Then, this Tuesday, it all started to become intensely real. Every day since has been crammed with orientation, paperwork and meeting people. Most of my orientation events have been with the Family Medicine department of the medical center, since they start a bit earlier than the Psychiatry department. I cannot begin to express how excited I am to be working with these incredible people- the staff all seem to be incredibly organized, efficient and thoughtful, the program directors and faculty seem to be involved and friendly, the "older" residents all seem excited about us joining, and I think my entire intern class is really a solid group of doctors.

Our wonderful Family Medicine department realizes how important it is for the interns to all get to know each other, so they sent us all for a half day at a team building adventure camp. What fun! We learned a lot about each other, and most importantly have learned that we can trust each other, which will be invaluable starting on the 25th, when we actually begin working in the hospital.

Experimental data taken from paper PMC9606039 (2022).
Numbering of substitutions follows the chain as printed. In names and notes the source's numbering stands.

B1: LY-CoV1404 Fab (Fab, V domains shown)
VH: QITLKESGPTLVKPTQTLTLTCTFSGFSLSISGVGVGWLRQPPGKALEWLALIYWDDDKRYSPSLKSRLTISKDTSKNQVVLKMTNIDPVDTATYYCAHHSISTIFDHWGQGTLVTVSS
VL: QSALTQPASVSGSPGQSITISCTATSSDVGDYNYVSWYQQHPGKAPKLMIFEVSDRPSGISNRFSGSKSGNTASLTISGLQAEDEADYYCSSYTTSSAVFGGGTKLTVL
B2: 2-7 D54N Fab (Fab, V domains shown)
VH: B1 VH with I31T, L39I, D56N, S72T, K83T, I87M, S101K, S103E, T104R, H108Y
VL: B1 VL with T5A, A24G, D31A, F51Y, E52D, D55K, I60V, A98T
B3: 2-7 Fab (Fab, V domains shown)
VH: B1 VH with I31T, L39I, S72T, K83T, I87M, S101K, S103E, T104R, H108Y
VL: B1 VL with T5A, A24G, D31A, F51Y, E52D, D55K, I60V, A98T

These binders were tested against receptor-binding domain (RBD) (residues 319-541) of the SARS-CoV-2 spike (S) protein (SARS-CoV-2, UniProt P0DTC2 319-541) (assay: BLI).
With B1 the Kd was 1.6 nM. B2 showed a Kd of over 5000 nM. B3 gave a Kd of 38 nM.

Also exciting has been the two days we spent getting certified in resuscitation. We spent one day on "neonatal resuscitation", meaning what to do when a baby is first born and isn't doing so well. There was a sophisticated infant mannequin that would cry, wiggle, turn blue and breath, depending on how well we were doing. Our team really knew its stuff! The following day was adult resuscitation, from BLS (Basic Life Survey) to ACLS (Advanced Cardiac Life Support). Basically, it's the steps of what we all do as a team when a "Code Blue" is called in this hospital. There are a lot of steps involved! But at the end of the 8 hour day, we all passed our "Megacode" simulation test and got certified.

The rest of our time has been filled with equally important but less thrilling events like training on our electronic medical record (really top of the line), and filling out page after page of paperwork. Next week we will get orientation more specifically to what we will be doing in the hospital (and learning our way around it), meet with our faculty mentors to discuss our specific goals and interests, and wind down the week with a pool party for all residents, faculty and families before the big day on June 25. Everyone try to stay safe and out of the hospital for a few weeks while we figure out what we're doing, ok? :)